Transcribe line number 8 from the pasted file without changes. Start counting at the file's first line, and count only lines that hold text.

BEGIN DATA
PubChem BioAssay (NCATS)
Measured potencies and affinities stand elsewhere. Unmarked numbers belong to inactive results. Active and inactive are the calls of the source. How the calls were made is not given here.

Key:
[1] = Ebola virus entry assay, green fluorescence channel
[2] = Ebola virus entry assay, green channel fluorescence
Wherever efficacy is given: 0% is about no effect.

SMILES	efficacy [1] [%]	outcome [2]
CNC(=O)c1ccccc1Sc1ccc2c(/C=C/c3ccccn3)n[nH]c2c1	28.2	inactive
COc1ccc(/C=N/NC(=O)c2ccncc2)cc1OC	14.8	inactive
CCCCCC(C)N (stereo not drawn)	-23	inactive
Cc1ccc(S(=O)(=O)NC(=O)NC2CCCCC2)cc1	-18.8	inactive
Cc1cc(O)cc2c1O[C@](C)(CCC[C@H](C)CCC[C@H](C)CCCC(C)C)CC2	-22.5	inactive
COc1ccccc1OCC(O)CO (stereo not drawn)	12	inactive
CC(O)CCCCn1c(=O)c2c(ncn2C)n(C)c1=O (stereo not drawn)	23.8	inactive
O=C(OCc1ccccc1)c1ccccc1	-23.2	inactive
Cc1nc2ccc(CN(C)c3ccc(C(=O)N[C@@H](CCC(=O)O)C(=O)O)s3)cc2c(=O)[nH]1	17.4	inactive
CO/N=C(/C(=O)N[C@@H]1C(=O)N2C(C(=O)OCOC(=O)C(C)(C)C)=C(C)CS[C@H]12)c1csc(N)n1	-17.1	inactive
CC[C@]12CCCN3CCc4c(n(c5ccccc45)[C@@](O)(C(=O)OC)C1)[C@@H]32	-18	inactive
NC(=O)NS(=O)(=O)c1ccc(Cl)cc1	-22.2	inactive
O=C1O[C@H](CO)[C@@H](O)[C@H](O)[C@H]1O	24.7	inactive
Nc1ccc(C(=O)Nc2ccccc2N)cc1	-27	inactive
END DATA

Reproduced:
CNC(=O)c1ccccc1Sc1ccc2c(/C=C/c3ccccn3)n[nH]c2c1	28.2	inactive